In post-independence Latin America, identity, rights, difference, autonomy and nationhood have been in continuous dispute, and interculturality has come to represent this struggle. As a political, social and cultural space, education is where (hegemonic) values, attitudes and identities are developed, which in turn is why education has been a central focus for intercultural initiatives (Walsh, 2010). Critical intercultural approaches to education and academia legitimise other epistemologies and ways of knowing which have often been marginalised along colonial differences.
The case of Nicaragua
In Nicaragua, the University of the Autonomous Regions of the Nicaraguan Caribbean Coast (URACCAN) and the Foundation for the Autonomy and Development of the Atlantic Coast of Nicaragua (FADCANIC), represent successful initiatives of critical interculturality in practice. Both focus on education (higher education and TVET respectively) from the perspective of multi-ethnic, multicultural and multilingual contexts of the Autonomous Caribbean Region of Nicaragua. URACCAN and FADCANIC are political, educational projects that facilitate the historical aspirations for autonomy and the demands of Indigenous peoples, people of African descent, mestizos and other ethnic communities who reside within Nicaragua in the Autonomous Regions of the Nicaraguan Caribbean. These initiatives have been supported since their inception by the Norwegian Students' and Academics' International Assistance Fund (SAIH for its acronym in Norwegian) since the early 1990s.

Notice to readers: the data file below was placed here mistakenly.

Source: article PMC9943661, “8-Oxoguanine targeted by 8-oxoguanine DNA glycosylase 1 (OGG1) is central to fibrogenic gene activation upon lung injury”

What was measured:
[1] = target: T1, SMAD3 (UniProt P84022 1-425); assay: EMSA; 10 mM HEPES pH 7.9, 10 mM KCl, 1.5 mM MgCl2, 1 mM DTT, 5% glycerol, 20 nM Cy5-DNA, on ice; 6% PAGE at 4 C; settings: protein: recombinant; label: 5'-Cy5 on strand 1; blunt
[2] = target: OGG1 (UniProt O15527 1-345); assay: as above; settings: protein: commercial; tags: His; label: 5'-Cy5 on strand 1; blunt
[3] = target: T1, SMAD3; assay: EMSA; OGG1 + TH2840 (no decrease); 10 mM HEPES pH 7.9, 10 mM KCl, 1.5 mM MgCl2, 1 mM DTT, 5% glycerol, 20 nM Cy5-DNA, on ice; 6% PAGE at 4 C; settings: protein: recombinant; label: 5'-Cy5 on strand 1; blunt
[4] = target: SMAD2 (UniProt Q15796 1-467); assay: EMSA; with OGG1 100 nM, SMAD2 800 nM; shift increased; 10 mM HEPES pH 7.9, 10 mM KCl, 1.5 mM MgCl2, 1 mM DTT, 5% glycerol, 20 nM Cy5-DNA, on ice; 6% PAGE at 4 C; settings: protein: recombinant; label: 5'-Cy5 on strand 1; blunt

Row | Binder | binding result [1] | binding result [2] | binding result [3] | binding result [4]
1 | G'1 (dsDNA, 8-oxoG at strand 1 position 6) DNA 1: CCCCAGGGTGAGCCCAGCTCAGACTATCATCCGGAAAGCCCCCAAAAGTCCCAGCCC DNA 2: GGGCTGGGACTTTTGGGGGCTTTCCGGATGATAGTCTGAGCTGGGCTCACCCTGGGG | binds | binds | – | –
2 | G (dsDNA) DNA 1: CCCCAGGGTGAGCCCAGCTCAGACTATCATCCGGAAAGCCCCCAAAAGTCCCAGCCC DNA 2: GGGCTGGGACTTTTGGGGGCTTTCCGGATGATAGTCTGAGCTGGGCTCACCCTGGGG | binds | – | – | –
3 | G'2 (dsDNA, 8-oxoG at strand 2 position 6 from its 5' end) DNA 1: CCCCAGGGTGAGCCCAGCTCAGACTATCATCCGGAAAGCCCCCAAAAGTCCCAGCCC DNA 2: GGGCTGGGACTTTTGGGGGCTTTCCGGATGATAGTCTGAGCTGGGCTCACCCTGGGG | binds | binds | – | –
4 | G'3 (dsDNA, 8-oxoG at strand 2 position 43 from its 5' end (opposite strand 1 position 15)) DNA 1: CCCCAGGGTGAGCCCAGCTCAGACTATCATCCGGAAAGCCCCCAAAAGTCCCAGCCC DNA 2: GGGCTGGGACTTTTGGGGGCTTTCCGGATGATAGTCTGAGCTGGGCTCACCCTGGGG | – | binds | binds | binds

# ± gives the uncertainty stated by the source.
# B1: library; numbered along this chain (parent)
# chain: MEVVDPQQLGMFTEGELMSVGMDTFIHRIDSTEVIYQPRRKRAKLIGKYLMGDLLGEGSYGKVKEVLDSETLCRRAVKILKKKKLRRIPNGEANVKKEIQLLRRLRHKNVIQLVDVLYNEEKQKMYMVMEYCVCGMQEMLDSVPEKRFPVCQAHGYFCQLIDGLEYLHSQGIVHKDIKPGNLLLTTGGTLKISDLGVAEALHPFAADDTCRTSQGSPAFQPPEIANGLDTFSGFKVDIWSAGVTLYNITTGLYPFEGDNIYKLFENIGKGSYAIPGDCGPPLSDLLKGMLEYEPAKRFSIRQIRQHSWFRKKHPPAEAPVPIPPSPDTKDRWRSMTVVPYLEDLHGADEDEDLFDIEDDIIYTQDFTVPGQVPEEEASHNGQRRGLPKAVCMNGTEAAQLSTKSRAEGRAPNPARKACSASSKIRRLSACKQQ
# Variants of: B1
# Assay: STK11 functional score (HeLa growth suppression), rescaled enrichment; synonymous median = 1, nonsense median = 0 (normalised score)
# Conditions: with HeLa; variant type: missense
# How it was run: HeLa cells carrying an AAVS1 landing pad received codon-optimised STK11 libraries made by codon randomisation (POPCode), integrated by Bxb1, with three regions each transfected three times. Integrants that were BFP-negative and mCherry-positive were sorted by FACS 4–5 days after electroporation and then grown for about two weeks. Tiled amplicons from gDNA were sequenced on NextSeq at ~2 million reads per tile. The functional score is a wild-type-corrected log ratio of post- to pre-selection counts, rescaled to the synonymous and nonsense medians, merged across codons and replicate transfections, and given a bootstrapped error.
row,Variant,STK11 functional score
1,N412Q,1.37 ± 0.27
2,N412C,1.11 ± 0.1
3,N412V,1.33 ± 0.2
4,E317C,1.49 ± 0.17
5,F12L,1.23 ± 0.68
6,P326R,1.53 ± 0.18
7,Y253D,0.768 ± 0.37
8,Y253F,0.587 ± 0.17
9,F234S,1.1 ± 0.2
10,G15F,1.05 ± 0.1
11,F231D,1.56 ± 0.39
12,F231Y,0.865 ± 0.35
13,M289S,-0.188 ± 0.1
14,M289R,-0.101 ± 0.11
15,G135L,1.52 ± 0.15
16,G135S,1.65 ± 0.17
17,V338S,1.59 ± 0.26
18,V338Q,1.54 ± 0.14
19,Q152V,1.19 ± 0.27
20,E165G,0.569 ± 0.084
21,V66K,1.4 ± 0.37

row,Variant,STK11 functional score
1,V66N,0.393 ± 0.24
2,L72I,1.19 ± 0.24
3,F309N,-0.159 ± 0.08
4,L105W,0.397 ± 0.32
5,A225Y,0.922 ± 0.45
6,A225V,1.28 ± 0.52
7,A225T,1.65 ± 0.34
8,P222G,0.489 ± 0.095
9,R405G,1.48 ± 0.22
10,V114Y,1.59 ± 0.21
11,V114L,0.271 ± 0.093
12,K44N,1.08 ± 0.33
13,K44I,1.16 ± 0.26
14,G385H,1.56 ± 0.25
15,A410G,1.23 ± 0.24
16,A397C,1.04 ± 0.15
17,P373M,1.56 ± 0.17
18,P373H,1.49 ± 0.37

Paeradigms partners with SAIH in evaluating its global programme work focused on equitable higher education and academic freedom in Latin America, Southern Africa and Southeast Asia funded by Norwegian Agency for Development Cooperation (Norad). Targeting youth, academics and the education sector, SAIH’s programme specially focuses on Indigenous Peoples, young women and LGBTQI+ youth. SAIH supports projects initiated and run by local organisations that promote equity, inclusion and diversity. Among other themes, SAIH’s global higher education programme works on:
Empowering political participation and strengthening student organisations;